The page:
Travelers, beware: When you take your gadgets abroad, maintaining the security of the data on your devices is just as important as protecting yourself from muggers.
For whatever reason, foreign and domestic governments may have an interest in your personal data, including your social media accounts.
This is not just theoretical.
The best way to prevent your information from being searched is to travel with a device that never had any of your data in the first place.
Source: Crossing the Border? Here’s How to Safeguard Your Data From Searches – The New York Times
If we want growing companies to go public, we need our public markets to be a competitive source of growth capital.
One easy solution is to let public companies sell their shares in the same way they can now buy them back: through brokers directly into their established public markets.
Removing the outdated restrictions on selling shares publicly will lower the cost of capital and attract more growth companies to our markets.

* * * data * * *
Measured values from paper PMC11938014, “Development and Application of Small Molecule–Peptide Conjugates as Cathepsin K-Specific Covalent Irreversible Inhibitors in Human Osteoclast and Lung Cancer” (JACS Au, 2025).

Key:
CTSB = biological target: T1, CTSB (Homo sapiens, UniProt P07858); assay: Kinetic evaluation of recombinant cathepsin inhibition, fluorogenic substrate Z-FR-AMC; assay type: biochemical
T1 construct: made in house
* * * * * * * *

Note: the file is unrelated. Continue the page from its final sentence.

Source: Give Companies Easier Access to Public Markets – Bloomberg View
The White House has been bumbling and unfocused, filled with infighting and leaks, unable to manage even the most basic functions of governing. Perhaps the bigger concern is that its priorities are inverted.
Getting tax reform done should have been job No. 1, and the failure to do that first could be problematic for Trump’s entire agenda.
The latest incompetent action has been an attempt to replace the Affordable Care Act with something hated by both conservatives and liberals.
Perhaps the biggest self-inflicted wound has been the foolish tweet claiming former President Barack Obama “had my ‘wires tapped’ in Trump Tower.”